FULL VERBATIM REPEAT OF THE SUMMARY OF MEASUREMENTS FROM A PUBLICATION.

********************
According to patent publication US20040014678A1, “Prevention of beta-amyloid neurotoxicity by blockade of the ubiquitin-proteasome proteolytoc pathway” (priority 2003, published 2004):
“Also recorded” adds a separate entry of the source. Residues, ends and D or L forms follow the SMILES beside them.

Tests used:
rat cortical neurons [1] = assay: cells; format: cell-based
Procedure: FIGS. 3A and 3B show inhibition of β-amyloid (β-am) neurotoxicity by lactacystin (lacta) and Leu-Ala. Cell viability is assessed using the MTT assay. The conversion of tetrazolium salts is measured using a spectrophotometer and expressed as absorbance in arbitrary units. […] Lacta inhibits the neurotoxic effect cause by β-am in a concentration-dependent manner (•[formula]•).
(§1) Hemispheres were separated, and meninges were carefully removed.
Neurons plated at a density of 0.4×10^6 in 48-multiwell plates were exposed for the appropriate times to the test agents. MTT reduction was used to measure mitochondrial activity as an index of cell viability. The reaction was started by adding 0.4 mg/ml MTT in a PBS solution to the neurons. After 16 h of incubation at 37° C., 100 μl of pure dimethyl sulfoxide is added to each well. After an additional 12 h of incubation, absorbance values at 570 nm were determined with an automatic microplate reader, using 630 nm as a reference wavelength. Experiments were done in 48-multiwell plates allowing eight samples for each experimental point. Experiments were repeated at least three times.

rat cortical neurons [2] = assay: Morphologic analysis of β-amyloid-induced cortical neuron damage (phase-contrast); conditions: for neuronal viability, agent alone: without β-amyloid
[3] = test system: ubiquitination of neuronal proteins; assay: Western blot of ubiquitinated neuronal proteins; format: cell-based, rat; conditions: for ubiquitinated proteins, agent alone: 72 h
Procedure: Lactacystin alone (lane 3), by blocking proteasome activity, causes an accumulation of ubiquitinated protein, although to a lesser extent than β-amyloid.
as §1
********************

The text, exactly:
According to patent publication US20040014678A1, “Prevention of beta-amyloid neurotoxicity by blockade of the ubiquitin-proteasome proteolytoc pathway” (priority 2003, published 2004):
“Also recorded” adds a separate entry of the source. Residues, ends and D or L forms follow the SMILES beside them.

Tests used:
rat cortical neurons [1] = assay: cells; format: cell-based
Procedure: FIGS. 3A and 3B show inhibition of β-amyloid (β-am) neurotoxicity by lactacystin (lacta) and Leu-Ala. Cell viability is assessed using the MTT assay. The conversion of tetrazolium salts is measured using a spectrophotometer and expressed as absorbance in arbitrary units. […] Lacta inhibits the neurotoxic effect cause by β-am in a concentration-dependent manner (•[formula]•).
(§1) Hemispheres were separated, and meninges were carefully removed.
Neurons plated at a density of 0.4×10^6 in 48-multiwell plates were exposed for the appropriate times to the test agents. MTT reduction was used to measure mitochondrial activity as an index of cell viability. The reaction was started by adding 0.4 mg/ml MTT in a PBS solution to the neurons. After 16 h of incubation at 37° C., 100 μl of pure dimethyl sulfoxide is added to each well. After an additional 12 h of incubation, absorbance values at 570 nm were determined with an automatic microplate reader, using 630 nm as a reference wavelength. Experiments were done in 48-multiwell plates allowing eight samples for each experimental point. Experiments were repeated at least three times.

rat cortical neurons [2] = assay: Morphologic analysis of β-amyloid-induced cortical neuron damage (phase-contrast); conditions: for neuronal viability, agent alone: without β-amyloid
[3] = test system: ubiquitination of neuronal proteins; assay: Western blot of ubiquitinated neuronal proteins; format: cell-based, rat; conditions: for ubiquitinated proteins, agent alone: 72 h
Procedure: Lactacystin alone (lane 3), by blocking proteasome activity, causes an accumulation of ubiquitinated protein, although to a lesser extent than β-amyloid.
as §1